Canete said key issues specific to the power sector included “real-time requirements” and “cascading effects” – implying that any security impact could have a direct and immediate impact on users, which could spread quickly. He also said that, as in the upstream gas sector, there would be complications related to the mix of legacy technologies with smart and state of the art technology.

To further address these and other issues, he said that new regulation on electricity risk preparedness for 2019 meant EU members had to develop national risk preparedness plans and coordinate their preparation at regional level, including measures to cope with cyber-attacks. He also called for the development of a network code on cyber security, to increase the resilience of the energy sector. 

Changing culture

On the ground, a void can often remain between IT systems – which are regularly updated and patched by specialists – and the operational systems, which are normally in the hands of the engineers who run and maintain facilities, according to Simon Daikin of cybersecurity consultancy, Leidos. This can make the operational systems more vulnerable. In the energy sector, therefore, it is particularly important for cybersecurity to be employed as part of the culture across all areas of an organisation.

To be effective, he said companies need to take a strategic approach, with cyber-security more than just an add-on to the digital transformation. Many hackers employ a series of consecutive steps, starting with reconnaissance. Good defences can mitigate each step and gain intelligence from what’s going on, which is more proactive and engaged than a tactical response that addresses threats as they appear. In this way, only the most sophisticated of hackers can gain access and systems should remain safe.

A new business – but a fast-growing one

Cybersecurity is a new business, but it is growing fast. Companies need protection from a new and little-understood outside threat as they implement digitisation schemes.

The chief security office at Claroty Dave Weinstein told NGW: “We and our half-dozen competitors are only about four years old, and it is a niche domain but one that is growing rapidly. We have amassed $100mn in private equity in four years, such is the demand for protection against malicious exploitation.

“Contrary to what most people think, it is the operational side of a company's business, the internet of things, rather than corporate networks and data protection, where a cyberattack can do the most damage. There is a massive convergence of information technology that controls physical processes and industrial environments.

“The internet of things includes devices, routers and sensors that perform monitoring functions, and these present a far lower barrier to entry for hackers than ever before. It is now much easier to gain and maintain access to networks that had been almost entirely isolated. The opportunities are much greater because of the much larger attack surface.

“Claroty offers extreme visibility into what is going on, and monitors threats to operations. At its most basic it is the equivalent of an intruder detection system, but one where the intruder does not know he has been seen.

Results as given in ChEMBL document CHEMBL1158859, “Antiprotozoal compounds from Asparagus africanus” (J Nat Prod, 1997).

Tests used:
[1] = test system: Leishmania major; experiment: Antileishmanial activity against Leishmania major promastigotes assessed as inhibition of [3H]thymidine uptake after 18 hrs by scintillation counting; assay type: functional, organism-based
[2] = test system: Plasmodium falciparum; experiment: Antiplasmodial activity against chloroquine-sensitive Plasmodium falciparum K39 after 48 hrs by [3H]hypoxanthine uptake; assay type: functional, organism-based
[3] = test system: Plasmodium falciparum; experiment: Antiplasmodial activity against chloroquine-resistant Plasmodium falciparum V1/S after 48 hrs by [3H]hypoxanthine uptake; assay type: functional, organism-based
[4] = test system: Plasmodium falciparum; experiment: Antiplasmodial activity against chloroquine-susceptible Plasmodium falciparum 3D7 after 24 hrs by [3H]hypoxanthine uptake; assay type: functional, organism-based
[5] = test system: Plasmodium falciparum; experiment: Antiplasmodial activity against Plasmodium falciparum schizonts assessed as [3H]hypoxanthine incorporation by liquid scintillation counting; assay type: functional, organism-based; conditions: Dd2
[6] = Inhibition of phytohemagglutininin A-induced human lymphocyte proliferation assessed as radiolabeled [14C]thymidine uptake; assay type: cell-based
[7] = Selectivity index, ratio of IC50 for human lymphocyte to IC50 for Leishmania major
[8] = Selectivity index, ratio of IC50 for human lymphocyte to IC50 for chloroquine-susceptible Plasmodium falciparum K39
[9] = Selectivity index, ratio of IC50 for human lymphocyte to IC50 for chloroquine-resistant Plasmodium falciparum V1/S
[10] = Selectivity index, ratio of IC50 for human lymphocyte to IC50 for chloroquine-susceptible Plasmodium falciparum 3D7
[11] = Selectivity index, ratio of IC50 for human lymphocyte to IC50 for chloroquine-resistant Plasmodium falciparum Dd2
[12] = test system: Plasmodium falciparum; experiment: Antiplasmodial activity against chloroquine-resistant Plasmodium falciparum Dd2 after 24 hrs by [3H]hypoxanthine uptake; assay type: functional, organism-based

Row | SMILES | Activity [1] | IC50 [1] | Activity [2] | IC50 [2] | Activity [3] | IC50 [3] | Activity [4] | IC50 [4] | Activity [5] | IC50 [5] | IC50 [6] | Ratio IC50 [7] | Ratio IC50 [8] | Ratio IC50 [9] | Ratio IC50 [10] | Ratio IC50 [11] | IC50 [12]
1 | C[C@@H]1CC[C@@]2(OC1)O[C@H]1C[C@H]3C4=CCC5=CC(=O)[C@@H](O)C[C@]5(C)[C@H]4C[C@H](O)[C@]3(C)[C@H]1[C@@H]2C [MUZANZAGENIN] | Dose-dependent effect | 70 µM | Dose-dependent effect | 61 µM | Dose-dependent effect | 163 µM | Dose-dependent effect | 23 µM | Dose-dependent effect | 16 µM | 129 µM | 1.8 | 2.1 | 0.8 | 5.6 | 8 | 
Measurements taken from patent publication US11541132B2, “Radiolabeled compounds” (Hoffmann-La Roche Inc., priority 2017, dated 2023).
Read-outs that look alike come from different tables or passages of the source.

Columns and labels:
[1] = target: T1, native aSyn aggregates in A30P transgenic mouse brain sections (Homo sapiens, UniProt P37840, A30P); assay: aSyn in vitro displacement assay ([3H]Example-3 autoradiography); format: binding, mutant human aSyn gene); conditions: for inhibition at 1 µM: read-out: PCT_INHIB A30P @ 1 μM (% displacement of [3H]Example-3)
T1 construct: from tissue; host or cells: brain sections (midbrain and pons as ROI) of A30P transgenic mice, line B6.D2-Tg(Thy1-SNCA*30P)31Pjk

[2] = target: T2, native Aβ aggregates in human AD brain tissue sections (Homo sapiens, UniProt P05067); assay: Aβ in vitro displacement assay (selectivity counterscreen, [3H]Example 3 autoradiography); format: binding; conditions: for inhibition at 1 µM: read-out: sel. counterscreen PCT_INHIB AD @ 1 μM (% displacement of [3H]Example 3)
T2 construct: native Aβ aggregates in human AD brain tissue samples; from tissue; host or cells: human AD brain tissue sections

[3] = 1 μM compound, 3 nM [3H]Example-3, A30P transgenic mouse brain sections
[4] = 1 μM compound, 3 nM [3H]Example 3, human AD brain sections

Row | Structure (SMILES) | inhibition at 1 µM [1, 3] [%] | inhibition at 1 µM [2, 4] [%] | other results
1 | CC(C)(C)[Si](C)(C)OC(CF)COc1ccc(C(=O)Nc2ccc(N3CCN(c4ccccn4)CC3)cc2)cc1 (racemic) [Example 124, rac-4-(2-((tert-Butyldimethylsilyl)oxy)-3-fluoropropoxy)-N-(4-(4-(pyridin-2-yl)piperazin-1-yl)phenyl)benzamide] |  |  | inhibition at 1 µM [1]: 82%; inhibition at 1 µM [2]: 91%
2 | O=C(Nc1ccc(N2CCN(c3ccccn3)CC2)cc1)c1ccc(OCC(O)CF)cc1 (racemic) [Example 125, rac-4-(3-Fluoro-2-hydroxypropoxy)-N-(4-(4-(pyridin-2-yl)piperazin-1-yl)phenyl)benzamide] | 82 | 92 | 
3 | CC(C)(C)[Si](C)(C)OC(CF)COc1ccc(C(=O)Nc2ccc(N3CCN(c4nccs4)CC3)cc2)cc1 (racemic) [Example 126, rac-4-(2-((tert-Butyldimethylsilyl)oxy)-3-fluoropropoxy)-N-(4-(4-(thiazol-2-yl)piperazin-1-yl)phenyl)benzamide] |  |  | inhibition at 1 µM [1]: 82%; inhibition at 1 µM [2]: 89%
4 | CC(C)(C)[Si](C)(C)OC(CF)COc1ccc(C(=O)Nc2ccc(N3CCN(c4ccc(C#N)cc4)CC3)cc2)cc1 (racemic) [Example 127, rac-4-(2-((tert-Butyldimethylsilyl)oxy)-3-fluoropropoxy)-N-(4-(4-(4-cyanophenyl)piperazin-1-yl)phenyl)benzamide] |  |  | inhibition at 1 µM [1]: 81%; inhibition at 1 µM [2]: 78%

“The most common attacks are on corporate sites, rather than critical infrastructure. It is harder to attack industrial networks and hacking into them takes a lot of time and resources. Each network poses its own challenges, so what works on one target will not work elsewhere. And because the hack can be prevented from recurring with a system update, the hacker only uses their skills when needed, which is why they tend to be financed by governments. They want to hold targets at risk in the event of an escalation of geopolitical events.

“But also this kind of hacking is an expensive operation and so most of the activity we see stops short of pulling the trigger; it is more about gathering intelligence and gaining persistent access. They can get on the network whenever they need with the least effort necessary, hold the target at risk and deploy their capability when it is most needed – this is typical of a nation state’s behaviour, rather than an individual.

“The second threat is more scalable: malware and ransomware like the NotPetya attacks. There, the virus starts on an IT network and migrates into operational networks and causes significant downtime. All these can be attributed to a lack of isolation, as no one department is responsible for stopping them and they can find their way into control systems.

“Claroty’s security system sends alerts to whichever department at the client company needs to know of an intrusion: for example the power plant floor, the back office, or an interface with the central operations centre. There is the risk too of sending so many alerts being generated whenever a change is detected that none are believed and so we have developed an algorithm based on machine learning. This cuts out false alarms. Like the boy crying wolf, all alarms will get ignored if there are too many false ones.

“A lot of our customers present very attractive targets to hackers interested in industrial espionage, especially those in aerospace and energy.

“Finding a balance between the costs and benefits for a client is achievable. Part of the problem is that companies are diving into digitisation without regard for the security risks that ensue. This opens up a lot of doors to cyber risk. If the security is brought in early enough then the digital transformation has a better chance as the hacker comes up hard against a brick wall.”

William Powell